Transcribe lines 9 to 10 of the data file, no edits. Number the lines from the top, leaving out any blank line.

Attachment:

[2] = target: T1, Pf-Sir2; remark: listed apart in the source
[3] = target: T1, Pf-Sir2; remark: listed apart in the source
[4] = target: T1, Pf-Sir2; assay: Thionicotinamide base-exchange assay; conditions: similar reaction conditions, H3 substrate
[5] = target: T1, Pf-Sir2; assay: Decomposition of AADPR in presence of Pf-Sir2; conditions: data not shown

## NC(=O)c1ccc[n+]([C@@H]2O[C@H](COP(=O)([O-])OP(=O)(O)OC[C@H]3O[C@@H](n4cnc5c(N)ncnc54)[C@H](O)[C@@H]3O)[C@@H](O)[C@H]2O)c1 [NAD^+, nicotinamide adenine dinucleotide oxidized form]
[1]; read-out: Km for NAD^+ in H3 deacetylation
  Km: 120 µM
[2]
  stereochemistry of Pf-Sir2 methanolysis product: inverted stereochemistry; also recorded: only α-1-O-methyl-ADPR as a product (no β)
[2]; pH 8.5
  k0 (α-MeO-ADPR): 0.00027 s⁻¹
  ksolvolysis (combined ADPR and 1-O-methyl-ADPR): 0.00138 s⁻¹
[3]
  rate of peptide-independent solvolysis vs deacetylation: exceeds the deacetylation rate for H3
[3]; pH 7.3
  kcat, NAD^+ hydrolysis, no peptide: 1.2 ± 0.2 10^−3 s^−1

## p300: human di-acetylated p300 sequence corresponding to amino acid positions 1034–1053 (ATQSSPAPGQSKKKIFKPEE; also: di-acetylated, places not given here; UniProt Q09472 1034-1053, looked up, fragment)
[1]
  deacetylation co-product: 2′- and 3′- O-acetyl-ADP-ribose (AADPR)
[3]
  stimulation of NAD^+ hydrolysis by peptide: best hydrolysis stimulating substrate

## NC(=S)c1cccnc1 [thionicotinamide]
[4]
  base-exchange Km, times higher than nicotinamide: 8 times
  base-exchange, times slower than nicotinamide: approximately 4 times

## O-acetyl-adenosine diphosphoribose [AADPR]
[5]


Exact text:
  stereochemistry of Pf-Sir2 methanolysis product: inverted stereochemistry; also recorded: only α-1-O-methyl-ADPR as a product (no β)
[2]; pH 8.5